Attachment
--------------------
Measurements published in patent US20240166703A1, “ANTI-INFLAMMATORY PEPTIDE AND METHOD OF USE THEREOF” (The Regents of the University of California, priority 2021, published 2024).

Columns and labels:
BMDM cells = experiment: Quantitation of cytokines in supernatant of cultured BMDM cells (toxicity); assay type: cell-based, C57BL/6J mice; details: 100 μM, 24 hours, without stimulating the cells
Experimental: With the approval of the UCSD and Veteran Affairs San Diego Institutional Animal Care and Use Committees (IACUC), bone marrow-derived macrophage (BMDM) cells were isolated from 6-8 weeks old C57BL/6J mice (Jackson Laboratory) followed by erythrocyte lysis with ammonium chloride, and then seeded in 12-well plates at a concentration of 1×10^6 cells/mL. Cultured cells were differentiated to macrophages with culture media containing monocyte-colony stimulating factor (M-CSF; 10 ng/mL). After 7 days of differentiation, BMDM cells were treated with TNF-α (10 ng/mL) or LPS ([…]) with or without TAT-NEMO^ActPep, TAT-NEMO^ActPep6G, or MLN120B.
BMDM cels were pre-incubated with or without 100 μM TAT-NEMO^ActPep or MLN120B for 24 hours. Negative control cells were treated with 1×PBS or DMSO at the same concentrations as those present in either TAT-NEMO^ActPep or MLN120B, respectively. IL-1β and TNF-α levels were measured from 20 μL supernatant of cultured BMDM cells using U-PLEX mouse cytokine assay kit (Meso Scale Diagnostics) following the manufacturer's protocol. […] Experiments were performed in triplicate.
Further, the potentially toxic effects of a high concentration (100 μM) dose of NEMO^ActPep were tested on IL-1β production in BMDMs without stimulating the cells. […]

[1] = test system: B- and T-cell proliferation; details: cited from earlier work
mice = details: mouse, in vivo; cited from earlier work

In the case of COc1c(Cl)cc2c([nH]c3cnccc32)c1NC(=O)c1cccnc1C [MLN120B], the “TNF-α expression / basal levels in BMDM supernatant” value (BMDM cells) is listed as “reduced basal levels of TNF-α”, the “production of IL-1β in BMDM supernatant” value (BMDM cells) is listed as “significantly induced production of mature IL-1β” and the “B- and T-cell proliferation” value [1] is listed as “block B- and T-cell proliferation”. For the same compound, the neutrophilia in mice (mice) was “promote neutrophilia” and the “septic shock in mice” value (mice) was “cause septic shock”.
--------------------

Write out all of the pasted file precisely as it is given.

Measurements published in patent US20240166703A1, “ANTI-INFLAMMATORY PEPTIDE AND METHOD OF USE THEREOF” (The Regents of the University of California, priority 2021, published 2024).

Columns and labels:
BMDM cells = experiment: Quantitation of cytokines in supernatant of cultured BMDM cells (toxicity); assay type: cell-based, C57BL/6J mice; details: 100 μM, 24 hours, without stimulating the cells
Experimental: With the approval of the UCSD and Veteran Affairs San Diego Institutional Animal Care and Use Committees (IACUC), bone marrow-derived macrophage (BMDM) cells were isolated from 6-8 weeks old C57BL/6J mice (Jackson Laboratory) followed by erythrocyte lysis with ammonium chloride, and then seeded in 12-well plates at a concentration of 1×10^6 cells/mL. Cultured cells were differentiated to macrophages with culture media containing monocyte-colony stimulating factor (M-CSF; 10 ng/mL). After 7 days of differentiation, BMDM cells were treated with TNF-α (10 ng/mL) or LPS ([…]) with or without TAT-NEMO^ActPep, TAT-NEMO^ActPep6G, or MLN120B.
BMDM cels were pre-incubated with or without 100 μM TAT-NEMO^ActPep or MLN120B for 24 hours. Negative control cells were treated with 1×PBS or DMSO at the same concentrations as those present in either TAT-NEMO^ActPep or MLN120B, respectively. IL-1β and TNF-α levels were measured from 20 μL supernatant of cultured BMDM cells using U-PLEX mouse cytokine assay kit (Meso Scale Diagnostics) following the manufacturer's protocol. […] Experiments were performed in triplicate.
Further, the potentially toxic effects of a high concentration (100 μM) dose of NEMO^ActPep were tested on IL-1β production in BMDMs without stimulating the cells. […]

[1] = test system: B- and T-cell proliferation; details: cited from earlier work
mice = details: mouse, in vivo; cited from earlier work

In the case of COc1c(Cl)cc2c([nH]c3cnccc32)c1NC(=O)c1cccnc1C [MLN120B], the “TNF-α expression / basal levels in BMDM supernatant” value (BMDM cells) is listed as “reduced basal levels of TNF-α”, the “production of IL-1β in BMDM supernatant” value (BMDM cells) is listed as “significantly induced production of mature IL-1β” and the “B- and T-cell proliferation” value [1] is listed as “block B- and T-cell proliferation”. For the same compound, the neutrophilia in mice (mice) was “promote neutrophilia” and the “septic shock in mice” value (mice) was “cause septic shock”.